d. The process for studying the issue at hand is informed, deliberative, and participatory (in stark contrast to most policy discussions for public audiences, let alone the techniques used in polling).  The panellists meet multiple times and ultimately control their own reporting timeline rather than being constrained to fit a political/media imperative. If they need more time, they get more time.

Arguments Against

“Average people can’t understand complex issues.” There are now over 50 examples (published at where randomly selected citizens have engaged on highly intricate topics. A key to the operation of the process is the provision of background material. The reader is also asked to consider that current democratic models to select representatives likely yield individuals with no greater capacity for interpreting and deciding upon issues of technical complexity.

Underlying Assumptions

It assumes that the broader population understands the philosophy of the consensus conference. This means that we as citizens should expect the consensus report to be a sound indicator of only those changes which are OK with the vast majority, because the report reflects solely points of agreement freely determined by individuals who have deliberated together, and whose primary concern is the general good.  (The consensus report tends to place a greater burden on advocates to justify policies that lie outside this consensus, thus guiding innovation and reform along paths that enjoy broad support.)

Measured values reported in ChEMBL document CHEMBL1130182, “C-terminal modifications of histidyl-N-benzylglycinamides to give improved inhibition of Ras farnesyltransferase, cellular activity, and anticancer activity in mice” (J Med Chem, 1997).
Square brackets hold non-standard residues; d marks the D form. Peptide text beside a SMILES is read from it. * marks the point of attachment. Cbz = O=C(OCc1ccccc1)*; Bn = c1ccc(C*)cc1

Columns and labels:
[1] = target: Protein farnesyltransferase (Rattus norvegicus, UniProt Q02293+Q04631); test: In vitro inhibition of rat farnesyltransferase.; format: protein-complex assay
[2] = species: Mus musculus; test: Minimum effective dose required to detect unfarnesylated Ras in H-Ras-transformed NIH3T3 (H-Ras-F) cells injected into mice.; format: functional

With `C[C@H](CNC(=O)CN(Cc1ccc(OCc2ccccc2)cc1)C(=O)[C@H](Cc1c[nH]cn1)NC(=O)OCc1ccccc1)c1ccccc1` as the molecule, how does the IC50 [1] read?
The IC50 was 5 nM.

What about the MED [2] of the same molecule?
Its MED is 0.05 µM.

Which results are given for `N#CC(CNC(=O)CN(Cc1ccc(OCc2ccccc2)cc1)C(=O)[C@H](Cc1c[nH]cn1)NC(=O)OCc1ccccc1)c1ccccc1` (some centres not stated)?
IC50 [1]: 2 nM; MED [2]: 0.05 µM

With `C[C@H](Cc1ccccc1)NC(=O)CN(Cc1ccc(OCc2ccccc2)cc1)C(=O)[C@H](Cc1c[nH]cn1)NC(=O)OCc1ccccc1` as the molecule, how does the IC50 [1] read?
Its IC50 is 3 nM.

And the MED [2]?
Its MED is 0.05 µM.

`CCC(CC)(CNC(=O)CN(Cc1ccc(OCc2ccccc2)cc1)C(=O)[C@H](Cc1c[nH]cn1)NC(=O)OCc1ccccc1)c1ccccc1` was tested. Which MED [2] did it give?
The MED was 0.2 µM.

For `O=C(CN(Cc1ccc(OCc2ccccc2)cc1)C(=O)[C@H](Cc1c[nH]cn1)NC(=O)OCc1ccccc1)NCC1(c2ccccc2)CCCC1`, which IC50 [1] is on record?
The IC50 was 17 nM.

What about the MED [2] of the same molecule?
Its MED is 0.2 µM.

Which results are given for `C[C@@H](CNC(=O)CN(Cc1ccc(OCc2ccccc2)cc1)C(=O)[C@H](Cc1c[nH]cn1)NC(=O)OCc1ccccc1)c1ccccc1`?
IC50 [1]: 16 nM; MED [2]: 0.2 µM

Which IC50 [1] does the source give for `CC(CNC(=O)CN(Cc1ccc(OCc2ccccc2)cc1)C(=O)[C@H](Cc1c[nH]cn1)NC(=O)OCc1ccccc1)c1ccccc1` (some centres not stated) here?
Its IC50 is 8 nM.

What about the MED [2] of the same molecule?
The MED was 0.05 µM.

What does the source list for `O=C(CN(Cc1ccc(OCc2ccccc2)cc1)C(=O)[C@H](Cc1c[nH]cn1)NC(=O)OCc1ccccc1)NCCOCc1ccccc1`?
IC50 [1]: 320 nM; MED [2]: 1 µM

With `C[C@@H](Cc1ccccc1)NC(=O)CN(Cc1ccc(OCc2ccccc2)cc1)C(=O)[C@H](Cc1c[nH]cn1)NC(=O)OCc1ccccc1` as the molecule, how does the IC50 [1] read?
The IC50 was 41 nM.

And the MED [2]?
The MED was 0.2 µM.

Also assumed is that the broader population understand how this is different from an opinion poll or a plebiscite, the difference being the emphasis on a sample group learning a considerable amount on the topic before making a recommendation.

Background and Origins

The Citizens’ Panel originated in Denmark under the name of the ‘Consensus Conference’.  The Consensus Conference is based on a model of technology assessment originating in the health care sector in the USA during the 1960s and further developed by the Danish Board of Technology. Australia convened its first Consensus Conference (based on the Danish model) in 1999 on the topic of genetically-modified organisms in the food chain.

Questions for Further Study

The model has traditionally been delivered with 10-20 participants. Will it still be as effective when scaled up to a statistically representative number (~100)?

What You Can Do

This is particularly well suited for issues campaigns where groups cannot identify a policy outcome posited by either the Government or Opposition parties with which they are content, and where groups consider that a sample of the population, when presented with all the evidence, will come to a better policy recommendation than political parties. Groups should note that for this to be an effective process, there is no exclusion or “framing” of material, and that they need to understand that citizens must be free to read and hear from all points of view.


This is the least “structural” of the reforms presented here, and is in many ways a stepping stone to institutionalised reform embedding the citizenry and the deliberative process in government.

Further Reading

  • Jon Fixdal (1997), Consensus conferences as ‘extended peer groups’ Science and Public Policy, 24(6),
  • The Loka Institute